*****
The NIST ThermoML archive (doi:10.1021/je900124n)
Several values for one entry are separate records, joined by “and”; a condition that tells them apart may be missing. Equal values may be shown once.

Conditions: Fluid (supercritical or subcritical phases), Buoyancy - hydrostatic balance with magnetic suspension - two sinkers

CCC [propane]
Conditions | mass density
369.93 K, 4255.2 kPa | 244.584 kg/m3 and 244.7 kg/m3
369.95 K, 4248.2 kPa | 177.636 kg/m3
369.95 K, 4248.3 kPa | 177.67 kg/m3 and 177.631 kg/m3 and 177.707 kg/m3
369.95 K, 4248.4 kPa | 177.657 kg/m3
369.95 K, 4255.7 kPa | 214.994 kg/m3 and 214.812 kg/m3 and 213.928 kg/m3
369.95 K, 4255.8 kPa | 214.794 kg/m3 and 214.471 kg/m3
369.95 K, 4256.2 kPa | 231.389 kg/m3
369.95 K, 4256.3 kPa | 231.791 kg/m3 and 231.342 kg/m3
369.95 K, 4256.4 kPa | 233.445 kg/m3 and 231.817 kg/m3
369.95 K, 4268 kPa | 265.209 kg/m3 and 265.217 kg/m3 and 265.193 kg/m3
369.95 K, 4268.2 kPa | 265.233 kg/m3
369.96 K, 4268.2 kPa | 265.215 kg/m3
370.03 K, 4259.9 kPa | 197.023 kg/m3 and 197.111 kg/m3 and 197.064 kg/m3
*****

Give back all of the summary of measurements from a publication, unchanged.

The NIST ThermoML archive (doi:10.1021/je900124n)
Several values for one entry are separate records, joined by “and”; a condition that tells them apart may be missing. Equal values may be shown once.

Conditions: Fluid (supercritical or subcritical phases), Buoyancy - hydrostatic balance with magnetic suspension - two sinkers

CCC [propane]
Conditions | mass density
369.93 K, 4255.2 kPa | 244.584 kg/m3 and 244.7 kg/m3
369.95 K, 4248.2 kPa | 177.636 kg/m3
369.95 K, 4248.3 kPa | 177.67 kg/m3 and 177.631 kg/m3 and 177.707 kg/m3
369.95 K, 4248.4 kPa | 177.657 kg/m3
369.95 K, 4255.7 kPa | 214.994 kg/m3 and 214.812 kg/m3 and 213.928 kg/m3
369.95 K, 4255.8 kPa | 214.794 kg/m3 and 214.471 kg/m3
369.95 K, 4256.2 kPa | 231.389 kg/m3
369.95 K, 4256.3 kPa | 231.791 kg/m3 and 231.342 kg/m3
369.95 K, 4256.4 kPa | 233.445 kg/m3 and 231.817 kg/m3
369.95 K, 4268 kPa | 265.209 kg/m3 and 265.217 kg/m3 and 265.193 kg/m3
369.95 K, 4268.2 kPa | 265.233 kg/m3
369.96 K, 4268.2 kPa | 265.215 kg/m3
370.03 K, 4259.9 kPa | 197.023 kg/m3 and 197.111 kg/m3 and 197.064 kg/m3